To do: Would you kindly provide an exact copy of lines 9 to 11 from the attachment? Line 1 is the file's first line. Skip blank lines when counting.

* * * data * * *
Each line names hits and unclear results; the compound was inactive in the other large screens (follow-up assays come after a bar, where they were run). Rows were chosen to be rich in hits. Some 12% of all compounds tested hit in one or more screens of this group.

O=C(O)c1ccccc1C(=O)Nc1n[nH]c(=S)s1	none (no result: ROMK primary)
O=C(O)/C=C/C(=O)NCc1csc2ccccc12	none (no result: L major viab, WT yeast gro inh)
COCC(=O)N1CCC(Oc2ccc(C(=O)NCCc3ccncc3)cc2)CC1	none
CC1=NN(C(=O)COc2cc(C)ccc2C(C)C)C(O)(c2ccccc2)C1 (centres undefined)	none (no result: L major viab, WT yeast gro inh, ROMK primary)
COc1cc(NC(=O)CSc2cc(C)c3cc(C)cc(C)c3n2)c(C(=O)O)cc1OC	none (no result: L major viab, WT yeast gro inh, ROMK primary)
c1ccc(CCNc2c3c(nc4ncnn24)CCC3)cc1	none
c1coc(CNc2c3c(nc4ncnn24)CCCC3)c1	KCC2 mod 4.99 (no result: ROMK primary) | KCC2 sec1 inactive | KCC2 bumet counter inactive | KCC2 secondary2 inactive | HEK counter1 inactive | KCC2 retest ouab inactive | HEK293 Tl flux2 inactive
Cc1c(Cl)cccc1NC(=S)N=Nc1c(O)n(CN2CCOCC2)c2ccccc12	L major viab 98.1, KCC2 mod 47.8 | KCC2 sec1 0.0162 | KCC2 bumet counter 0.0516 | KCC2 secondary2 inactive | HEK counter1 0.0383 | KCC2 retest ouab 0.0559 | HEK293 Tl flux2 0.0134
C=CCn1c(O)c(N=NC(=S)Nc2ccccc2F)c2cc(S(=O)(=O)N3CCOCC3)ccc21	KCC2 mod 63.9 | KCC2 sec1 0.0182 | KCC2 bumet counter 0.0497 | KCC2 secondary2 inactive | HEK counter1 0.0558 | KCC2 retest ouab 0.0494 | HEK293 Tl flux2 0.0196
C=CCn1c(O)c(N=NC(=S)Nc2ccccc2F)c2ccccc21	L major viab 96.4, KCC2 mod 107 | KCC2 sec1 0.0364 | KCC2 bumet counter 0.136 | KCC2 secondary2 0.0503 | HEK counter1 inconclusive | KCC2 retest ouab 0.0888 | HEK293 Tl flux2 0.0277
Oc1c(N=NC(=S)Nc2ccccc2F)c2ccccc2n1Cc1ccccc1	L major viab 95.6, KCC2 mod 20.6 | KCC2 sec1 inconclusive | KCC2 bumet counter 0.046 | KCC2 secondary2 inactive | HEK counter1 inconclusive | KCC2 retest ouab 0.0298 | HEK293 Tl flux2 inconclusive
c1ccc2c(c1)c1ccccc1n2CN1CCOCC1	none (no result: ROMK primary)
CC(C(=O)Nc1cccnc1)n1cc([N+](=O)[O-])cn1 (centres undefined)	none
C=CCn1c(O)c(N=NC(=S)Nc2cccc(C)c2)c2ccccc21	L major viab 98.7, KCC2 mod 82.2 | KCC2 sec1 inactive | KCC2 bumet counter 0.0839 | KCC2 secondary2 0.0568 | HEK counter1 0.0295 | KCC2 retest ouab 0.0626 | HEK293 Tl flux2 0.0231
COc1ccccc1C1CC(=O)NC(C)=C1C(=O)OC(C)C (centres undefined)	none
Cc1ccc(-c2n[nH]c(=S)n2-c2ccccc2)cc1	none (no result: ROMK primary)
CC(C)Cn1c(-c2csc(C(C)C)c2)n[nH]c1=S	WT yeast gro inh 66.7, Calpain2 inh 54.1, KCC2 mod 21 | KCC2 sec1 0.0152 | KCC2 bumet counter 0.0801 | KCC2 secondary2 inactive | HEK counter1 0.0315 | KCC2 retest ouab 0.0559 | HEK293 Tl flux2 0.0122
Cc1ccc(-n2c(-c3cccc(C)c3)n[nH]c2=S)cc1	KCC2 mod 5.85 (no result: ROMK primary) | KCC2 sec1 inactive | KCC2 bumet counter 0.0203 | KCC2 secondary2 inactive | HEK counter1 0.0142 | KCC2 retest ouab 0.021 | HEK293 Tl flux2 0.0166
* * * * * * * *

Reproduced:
Cc1c(Cl)cccc1NC(=S)N=Nc1c(O)n(CN2CCOCC2)c2ccccc12	L major viab 98.1, KCC2 mod 47.8 | KCC2 sec1 0.0162 | KCC2 bumet counter 0.0516 | KCC2 secondary2 inactive | HEK counter1 0.0383 | KCC2 retest ouab 0.0559 | HEK293 Tl flux2 0.0134
C=CCn1c(O)c(N=NC(=S)Nc2ccccc2F)c2cc(S(=O)(=O)N3CCOCC3)ccc21	KCC2 mod 63.9 | KCC2 sec1 0.0182 | KCC2 bumet counter 0.0497 | KCC2 secondary2 inactive | HEK counter1 0.0558 | KCC2 retest ouab 0.0494 | HEK293 Tl flux2 0.0196
C=CCn1c(O)c(N=NC(=S)Nc2ccccc2F)c2ccccc21	L major viab 96.4, KCC2 mod 107 | KCC2 sec1 0.0364 | KCC2 bumet counter 0.136 | KCC2 secondary2 0.0503 | HEK counter1 inconclusive | KCC2 retest ouab 0.0888 | HEK293 Tl flux2 0.0277